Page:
Sonic the Hedgehog movie review: Jim Carrey turns on '90s madcap in feature-length commercial for Sega merchandise
Sonic the Hedgehog rushes through its premise, and has just about the perfect pacing to keep us from feeling restless in our seats.
Video games just do not translate well into movies — and here is more proof as Sonic the Hedgehog joins a long list of ill-fated adaptations, going back to Super Mario Bros (1993).
Hoping to capitalise on the wave of nostalgia around vintage video games, Paramount delivers a feature-length commercial to sell Sonic the Hedgehog merchandise to kids. Thanks to some nifty last minute redesign after fan outrage, it may end up selling more toys to kids than tickets to adults.
For those who did not own a Sega console or watch the cartoons in the '90s, our story begins when a blue hedgehog escapes to planet Earth after an attack on his home planet. With a tribe of echidnas desperately seeking his power to run at super-sonic speed, Sonic is forced to settle into a lonely life in hiding in the small town of Green Hills, Montana. But when he accidentally causes a power blackout across the Pacific Northwest, the US government enlists the help of Dr Ivo Robotnik (Jim Carrey) to investigate the source. Jim Carrey channels '90s Jim Carrey, bringing back the exaggerated gestures and trademark goofiness, in what is easily one of the highlights of the movie.
On learning about Sonic's powers, Robotnik becomes obsessed with harnessing them. So Sonic teams up with police officer Tom Wachowski (James Marsden) and his veterinarian wife Maddie (Tika Sumpter), evades the evil henchmen on their heels, and recovers a bag of McGuffins before confronting Robotnik in the boss level to complete the game.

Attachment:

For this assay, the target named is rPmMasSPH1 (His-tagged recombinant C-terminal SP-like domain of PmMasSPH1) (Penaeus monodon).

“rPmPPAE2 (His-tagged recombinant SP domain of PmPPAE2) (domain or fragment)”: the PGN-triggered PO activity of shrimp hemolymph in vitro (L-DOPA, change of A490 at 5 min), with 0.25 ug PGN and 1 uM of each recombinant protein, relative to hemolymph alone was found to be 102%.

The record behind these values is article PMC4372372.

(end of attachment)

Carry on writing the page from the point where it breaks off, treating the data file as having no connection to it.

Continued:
Ben Schwartz (perhaps best known for playing Jean-Ralphio Saperstein on Parks & Recreation) as the voice of Sonic is a bundle of coked-up energy discharged in short bursts of warmth. Children cannot help but fall in love with him. He has the infectious curiosity of a child, greeting each new discovery in his journey with a sense of joy and wonder. After years of loneliness, when Tom and Maddie make him feel like he is part of a family, it is all sorts of Pixar-level heartwarming goodness.
But unlike the best Pixar films, the appeal of this frenetically-paced film is limited to children below 10 years. It does not really explore timeless themes and universal ideas but simply stuffs it with the more flashy and overworked animated movie ingredients. So it really feels like a Pixar B-movie whose narrative inspiration comes solely from how adorable its hero is.
Writers Pat Casey and Josh Miller cannot find a way to make the adaptation work independently from its original source. They make up for the lack of originality in the script with an exercise in nostalgia and pop culture winks. Sonic is seen reading Flash comics, and quoting Dominic Toretto (Vin Diesel in the Fast & Furious franchise) on the importance of family. Director Jeff Fowlers borrows some of its gags and action set pieces from cartoons like Road Runner (from The Looney Tunes Show), and the Quicksilver sequences (from X-Men: Days of Future Past).
Fitting to its subject, Sonic the Hedgehog rushes through its premise, and has just about the perfect pacing to keep us from feeling restless in our seats. Though you wish the film did not play it so safe, the powers-that-be at Paramount would have obviously considered it a family-friendly vehicle to keep the cash registers ringing across the global box office. So what you have is a film that is fun for the kids but not for the adults who will be dragged to the cinemas and merchandise stores.
All pictures from Paramount India and Sega of America
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